Background & Aim
Reduced cardiac repolarizing K+ currents, mainly IKr (hERG) and IKs, prolong the duration of the QTinterval, which is a hallmark of the congenital long QT syndrome (LQTS). In this study, a novel heterozygous mutation in the hERG gene was discovered in a 37-year-old woman with history of Torsades de pointes and prolonged QTc. Here, we characterized the 7 amino-acid duplication (343 363dup) located in the PAS domain at hERG N-terminus.
Since the duplication is in the PAS domain, which is involved in deactivation of hERG, we first studied this process using the patch-clamp method in CHO cells expressing wild-type (WT) and mutant (Dupl) hERG channels. The main deactivation time constant was reduced by 1.4–1.8-fold for hERG Dupl compared to WT in tail currents recorded at -150 and -90 mV, respectively. Deactivation- corrected tail current density at 120 mV was decreased by 62±10 % for Dupl and by 74±9 % for the heterozygous condition. Steady-state inactivation showed no significant difference, but activation curve displayed a hyperpolarizing shift of ∼ 5 mV. Cell surface biotinylation experiments showed a ∼50 % decrease of the mature form of Dupl in the membrane fraction, whereas the immature form was not affected. Incubation of the cells at lower temperature (28°C,36h) resulted in partial rescue of current for the heterozygous and Dupl conditions. Low-temperature rescue was also observed in biotinylation experiments where mature/immature hERG ratios of heterozygous and Dupl conditions were restored to WT-values.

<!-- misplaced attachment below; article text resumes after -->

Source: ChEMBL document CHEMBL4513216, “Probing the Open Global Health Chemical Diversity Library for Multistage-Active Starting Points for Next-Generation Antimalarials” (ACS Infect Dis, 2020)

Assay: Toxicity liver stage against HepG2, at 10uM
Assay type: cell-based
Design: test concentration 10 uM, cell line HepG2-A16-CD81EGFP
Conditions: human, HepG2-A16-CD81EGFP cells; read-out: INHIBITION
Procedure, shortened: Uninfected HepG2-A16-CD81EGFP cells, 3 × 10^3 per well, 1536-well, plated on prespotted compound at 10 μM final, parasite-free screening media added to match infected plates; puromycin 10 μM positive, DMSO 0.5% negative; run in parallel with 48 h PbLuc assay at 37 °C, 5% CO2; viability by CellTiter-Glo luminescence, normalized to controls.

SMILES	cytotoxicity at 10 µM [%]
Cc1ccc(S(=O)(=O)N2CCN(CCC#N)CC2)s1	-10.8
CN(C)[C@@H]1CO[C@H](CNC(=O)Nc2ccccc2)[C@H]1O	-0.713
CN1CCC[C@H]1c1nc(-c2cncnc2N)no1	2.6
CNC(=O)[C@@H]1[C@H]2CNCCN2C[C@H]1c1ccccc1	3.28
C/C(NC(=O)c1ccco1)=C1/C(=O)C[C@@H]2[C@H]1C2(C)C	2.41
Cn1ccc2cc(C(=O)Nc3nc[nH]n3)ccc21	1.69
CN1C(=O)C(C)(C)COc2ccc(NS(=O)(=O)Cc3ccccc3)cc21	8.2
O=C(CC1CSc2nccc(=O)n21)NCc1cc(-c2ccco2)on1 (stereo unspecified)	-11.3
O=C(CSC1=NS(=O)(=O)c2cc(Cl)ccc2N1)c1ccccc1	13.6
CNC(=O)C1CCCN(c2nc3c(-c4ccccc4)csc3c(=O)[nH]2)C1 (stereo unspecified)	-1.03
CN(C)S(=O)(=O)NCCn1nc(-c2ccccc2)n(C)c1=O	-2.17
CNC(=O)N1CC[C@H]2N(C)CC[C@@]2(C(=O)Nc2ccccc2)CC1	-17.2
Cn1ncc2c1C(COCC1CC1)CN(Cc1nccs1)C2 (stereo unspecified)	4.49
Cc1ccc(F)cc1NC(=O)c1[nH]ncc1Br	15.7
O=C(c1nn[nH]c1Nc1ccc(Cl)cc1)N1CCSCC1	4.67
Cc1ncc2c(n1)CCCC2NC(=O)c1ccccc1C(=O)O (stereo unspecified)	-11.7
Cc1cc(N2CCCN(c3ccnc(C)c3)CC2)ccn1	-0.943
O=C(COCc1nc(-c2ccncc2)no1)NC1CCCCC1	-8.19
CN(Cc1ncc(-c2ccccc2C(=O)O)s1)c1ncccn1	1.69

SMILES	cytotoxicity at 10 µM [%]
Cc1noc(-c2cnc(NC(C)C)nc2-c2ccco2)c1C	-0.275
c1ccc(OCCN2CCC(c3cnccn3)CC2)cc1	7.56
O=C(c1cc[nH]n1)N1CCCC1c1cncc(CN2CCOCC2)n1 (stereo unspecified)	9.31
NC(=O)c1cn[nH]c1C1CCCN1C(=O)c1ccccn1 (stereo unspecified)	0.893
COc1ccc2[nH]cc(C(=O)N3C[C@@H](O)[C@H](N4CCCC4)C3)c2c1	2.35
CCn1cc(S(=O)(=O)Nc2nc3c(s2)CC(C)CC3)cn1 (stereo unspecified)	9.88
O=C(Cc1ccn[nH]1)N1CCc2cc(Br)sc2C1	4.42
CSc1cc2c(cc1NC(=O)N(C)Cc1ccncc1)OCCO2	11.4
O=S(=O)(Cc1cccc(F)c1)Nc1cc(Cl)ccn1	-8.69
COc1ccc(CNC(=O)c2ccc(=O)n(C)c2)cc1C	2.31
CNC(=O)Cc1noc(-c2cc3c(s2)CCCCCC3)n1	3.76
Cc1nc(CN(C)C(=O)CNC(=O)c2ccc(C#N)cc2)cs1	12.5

This hERG 343-363dup mutation causes a reduction of the peak current density and hastening of deactivation process. Both alterations lead to a loss-of-function of the channel. Furthermore, amplitude of current measured in the heterozygous model suggests dominant negative effect of the mutation. The shift towards hyperpolarizing voltages in the activation curve may reflect a gain-of-function; however, we speculate that its contribution is negligible. Biotinylation experiments showed that only the mature form of hERG Dupl is affected by the mutation, unveiling a likely defective maturation/trafficking process that can be rescued at lower incubation temperature. Our findings illustrate that N-terminally located mutations can also lead to severe ventricular arrhythmias.Le texte complet de cet article est disponible en PDF.